- “Tehillim (1981; pronounced “the-hill-leem”) is the original Hebrew word for “Psalms.” The first text begins as a solo with drum and clapping accompaniment only…[eventually] all four voices, supported by a single maraca, doubled by two electric organs, and harmonized by the strings sing four four-part canons on each of the four verses of the first text.”
- “The second text begins immediately after a short drum transition. Here the three verses of text are presented in two- or three-voice harmony in a homophonic texture… Soon the melodic lines begin augmenting and then adding melismas. The effect is of a melodic line growing longer and more ornate.”
- “After a pause the third text begins in a slower tempo and with the percussion changed to a marimba and vibraphone. The text is presented as a duet first between two and then all four voices.”
- “The fourth and final text is, in effect, a recapitulation of the entire piece which then, in a coda based solely on the word “Halleluyah,” extends the music to its largest instrumental forces and its harmonic conclusion.”
Tehillim (1981; pronounced “the-hill-leem”) is the original Hebrew word for “Psalms.” Literally translated it means “praises,” and it derives from the three letter Hebrew root “hey, lamed, lamed” (hll) which is also the root of halleluyah. Tehillim is a setting of Psalms 19:2-5 (19:1-4 in Christian translations), 34:13-15 (34:12-14 in Christian translations), 18:26-27 (18:25-26 in Christian translations) and 150:4-6.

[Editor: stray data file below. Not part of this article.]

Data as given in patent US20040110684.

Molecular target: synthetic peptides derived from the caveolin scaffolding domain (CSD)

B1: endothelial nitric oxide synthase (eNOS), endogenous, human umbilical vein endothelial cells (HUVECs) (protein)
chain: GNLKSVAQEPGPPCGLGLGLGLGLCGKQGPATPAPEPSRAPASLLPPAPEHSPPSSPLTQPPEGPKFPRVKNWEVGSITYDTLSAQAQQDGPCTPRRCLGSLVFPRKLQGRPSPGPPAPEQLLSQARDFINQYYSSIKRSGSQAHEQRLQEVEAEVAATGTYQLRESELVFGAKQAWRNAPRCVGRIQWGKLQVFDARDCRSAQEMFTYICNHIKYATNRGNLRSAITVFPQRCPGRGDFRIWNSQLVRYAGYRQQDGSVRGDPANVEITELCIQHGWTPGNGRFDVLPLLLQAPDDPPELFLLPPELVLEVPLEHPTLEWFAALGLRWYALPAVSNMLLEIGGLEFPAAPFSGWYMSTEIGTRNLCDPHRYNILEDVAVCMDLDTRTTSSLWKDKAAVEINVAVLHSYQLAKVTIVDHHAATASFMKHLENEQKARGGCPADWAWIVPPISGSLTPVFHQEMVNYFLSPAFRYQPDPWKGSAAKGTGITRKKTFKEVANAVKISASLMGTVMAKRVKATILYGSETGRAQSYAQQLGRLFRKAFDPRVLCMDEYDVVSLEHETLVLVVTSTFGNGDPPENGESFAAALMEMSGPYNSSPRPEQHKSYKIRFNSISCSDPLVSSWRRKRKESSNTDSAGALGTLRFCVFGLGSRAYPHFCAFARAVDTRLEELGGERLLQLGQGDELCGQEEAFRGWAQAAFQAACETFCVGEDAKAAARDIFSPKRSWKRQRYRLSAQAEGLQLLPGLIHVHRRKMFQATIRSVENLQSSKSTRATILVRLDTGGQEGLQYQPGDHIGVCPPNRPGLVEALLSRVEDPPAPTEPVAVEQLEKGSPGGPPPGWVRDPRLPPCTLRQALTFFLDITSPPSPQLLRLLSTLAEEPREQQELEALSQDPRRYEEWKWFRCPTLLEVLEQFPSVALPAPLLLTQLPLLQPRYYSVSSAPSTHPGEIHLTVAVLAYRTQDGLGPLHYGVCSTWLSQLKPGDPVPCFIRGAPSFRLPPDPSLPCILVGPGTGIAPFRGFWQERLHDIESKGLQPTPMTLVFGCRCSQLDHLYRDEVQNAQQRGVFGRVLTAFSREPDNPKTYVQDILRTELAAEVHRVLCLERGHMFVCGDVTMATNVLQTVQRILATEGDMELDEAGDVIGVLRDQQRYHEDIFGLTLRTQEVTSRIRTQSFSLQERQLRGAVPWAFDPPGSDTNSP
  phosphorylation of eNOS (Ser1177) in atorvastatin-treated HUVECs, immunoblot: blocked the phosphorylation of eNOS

The chamber version is scored for four women’s voices (one high soprano, two lyric sopranos, and one alto), piccolo, flute, oboe, cor anglais, 2 clarinets, six percussion (playing small tuned tambourines with no jingles, clapping, maracas, marimba, vibraphone, and crotales), two electric organs, two violins, viola, cello, and bass. The voices, winds, and strings are amplified in performance. In the orchestral version there are full strings and winds with amplification for the voices only.
The first text begins as a solo with drum and clapping accompaniment only. It is repeated with clarinet doubling the voice and with a second drum and clap in canon with the first. It then appears in two-voice canon and at last the strings enter with long held harmonies. At this point all four voices, supported by a single maraca, doubled by two electric organs, and harmonized by the strings sing four four-part canons on each of the four verses of the first text. When these are competed the solo voice restates the original complete melody with all drums and full string harmonization.
The second text begins immediately after a short drum transition. Here the three verses of text are presented in two- or three-voice harmony in a homophonic texture. Sometimes the voices are replaced by the cor anglais and clarinet or by the drums and clapping. Soon the melodic lines begin augmenting (or lengthening) and then adding melismas. The effect is of a melodic line growing longer and more ornate.